Wednesday, September 11, 2013

Learning | More Bad Ideas for Bookmarks

I had to laugh when Panteha blogged about the person who marked a page in a library book with dental floss. I shudder to think about how many germs there may have been on that thing. 
Bookmarking with a cat is highly impractical. Photo courtesy of QuinnDombrowski's photostream on Some rights reserved.
I have worked in libraries for decades now, and I continue to be shocked at the things people use for bookmarks in library books. How do I know about this? People forget to take their bookmarks out of their books before returning them in the bookdrop. Sometimes we even find books on the library shelves with bookmarks still in them.

Panteha makes a good point. You should never put something that may have been in a person's mouth in a library book. Things like bandages and facial tissues are just as disgusting; don't use those, either. 

I would also like to discourage people from bookmarking with items that may be of value to them.

Over the years, I have either seen or heard of books marked with the following items:

  • Checks or paycheck stubs
  • Bills
  • Letters
  • Greeting cards
  • Credit cards
  • Identification or insurance cards
  • Currency
  • Income tax forms
  • Personal photos
  • Poems
  • Art work
  • Love notes
  • Report cards
  • Homework assignments
  • Shopping lists
  • Recipes 
  • Straw wrappers
  • Candy wrappers

We try our best to let the customer know if they dropped something of value in the bookdrop. But sometimes we are unable to be sure which book it fell from, and there isn't enough information on the item itself to help us know who to contact.

It's especially frustrating to find lovely wedding pictures or portraits of loved ones. I wish extra hard that the customer will remember that they used them as bookmarks, and ask the library if it is in the lost and found.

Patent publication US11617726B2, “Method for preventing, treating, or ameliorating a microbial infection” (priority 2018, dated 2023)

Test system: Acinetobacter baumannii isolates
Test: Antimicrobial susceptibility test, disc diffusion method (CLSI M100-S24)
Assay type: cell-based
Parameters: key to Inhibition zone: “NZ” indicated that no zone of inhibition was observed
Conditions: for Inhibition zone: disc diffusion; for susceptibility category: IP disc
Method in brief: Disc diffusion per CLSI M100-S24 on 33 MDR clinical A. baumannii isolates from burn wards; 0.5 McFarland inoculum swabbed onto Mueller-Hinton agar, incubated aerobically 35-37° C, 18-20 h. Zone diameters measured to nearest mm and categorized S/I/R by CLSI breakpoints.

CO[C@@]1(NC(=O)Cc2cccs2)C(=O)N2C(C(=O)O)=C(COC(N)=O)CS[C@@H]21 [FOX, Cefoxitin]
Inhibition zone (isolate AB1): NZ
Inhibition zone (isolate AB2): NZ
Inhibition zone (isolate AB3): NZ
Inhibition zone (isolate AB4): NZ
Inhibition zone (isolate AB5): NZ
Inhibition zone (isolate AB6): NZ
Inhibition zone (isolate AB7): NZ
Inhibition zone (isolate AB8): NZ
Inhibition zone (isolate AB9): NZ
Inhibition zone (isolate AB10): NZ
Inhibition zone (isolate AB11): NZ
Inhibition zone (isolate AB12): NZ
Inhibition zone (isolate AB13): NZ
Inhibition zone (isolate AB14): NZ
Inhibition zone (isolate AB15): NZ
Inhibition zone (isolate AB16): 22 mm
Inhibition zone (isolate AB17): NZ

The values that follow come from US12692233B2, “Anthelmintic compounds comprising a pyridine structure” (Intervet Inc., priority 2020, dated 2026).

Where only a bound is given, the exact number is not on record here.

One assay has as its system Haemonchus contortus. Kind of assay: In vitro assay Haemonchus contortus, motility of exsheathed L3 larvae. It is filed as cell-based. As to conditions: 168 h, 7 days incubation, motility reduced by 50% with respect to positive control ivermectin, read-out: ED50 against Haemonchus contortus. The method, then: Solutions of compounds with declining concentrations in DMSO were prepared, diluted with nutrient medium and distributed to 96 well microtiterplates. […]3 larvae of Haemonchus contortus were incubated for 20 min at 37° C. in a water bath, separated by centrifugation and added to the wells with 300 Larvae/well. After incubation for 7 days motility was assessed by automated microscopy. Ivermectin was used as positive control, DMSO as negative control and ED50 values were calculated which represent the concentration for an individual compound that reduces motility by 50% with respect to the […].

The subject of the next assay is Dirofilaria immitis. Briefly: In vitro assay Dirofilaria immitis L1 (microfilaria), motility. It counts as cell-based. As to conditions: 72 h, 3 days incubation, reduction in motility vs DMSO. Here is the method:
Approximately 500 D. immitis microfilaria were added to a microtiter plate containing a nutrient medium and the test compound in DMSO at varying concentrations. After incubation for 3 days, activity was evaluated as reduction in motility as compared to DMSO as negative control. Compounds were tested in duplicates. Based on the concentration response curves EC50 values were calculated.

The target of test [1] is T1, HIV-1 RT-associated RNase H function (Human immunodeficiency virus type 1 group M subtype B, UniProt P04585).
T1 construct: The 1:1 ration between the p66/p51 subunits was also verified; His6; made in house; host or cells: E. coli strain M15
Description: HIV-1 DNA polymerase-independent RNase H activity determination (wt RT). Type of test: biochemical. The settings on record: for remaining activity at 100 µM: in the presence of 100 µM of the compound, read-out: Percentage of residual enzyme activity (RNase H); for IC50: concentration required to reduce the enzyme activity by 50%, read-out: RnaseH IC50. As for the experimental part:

A few years ago, a photograph of a pig on a leash turned up in our bookdrop. This was clearly not a random pig. It may have been a pet or 4H project. In, other words, it was clearly "SOME PIG!" I couldn't bear to toss it in the trash after it languished on our Lost and Found shelf for three weeks, so I have kept it at my desk. I have nicknamed it Wilbur, after the pig in E. B. White's classic, Charlotte's Web. 

I know what it's like to suddenly find yourself in need of an impromptu bookmark. I often use library receipts, or those annoying subscription cards that fall out of magazines. I have even used old envelopes or scratch paper for that purpose. Post-It notes are another great idea, because they don't fall out of the book easily, and can be moved from page to page without damaging the book.

What do you like to use as bookmarks, besides bookmarks?

Some people like to make their own bookmarks. Here are two books that give instructions for making them:

Step-by-Step Papermaking

Let's Knot: a Macramé Book


  1. I admit that I have used straw wrappers for a bookmark. I find it to be something easy to use since I'm normally at my favorite diner or Starbucks when I'm reading. :)

  2. When flying I tend to use my boarding pass as a bookmark. It's kind of fun to run across something like years later. You know exactly when and where you were reading it last.

  3. You wouldn't believe how many photos my kids find in books from the school library. Now, I put them up on the document camera, and have the students write a story about the picture.

  4. I had a chuckle at lunch today, as I recalled this blog post. While eating I realized I was desperate for bookmarks. I was trying to flip between two sections of a book. I inserted a banana in one section and an unopened V-8 juice (on its side) in the other section. Its hard to picture. Though precarious as bookmarks, these food items served their purpose. Both were in sound wrappers, so there was no gooey leakage. The juice can would have been prone to roll, but I had the book propped up with another book. I do admit that under pressure, either could explode--devastating for the book! I would never intentionally close a book on a banana.

    By the way, this was not a library book! (I promise!)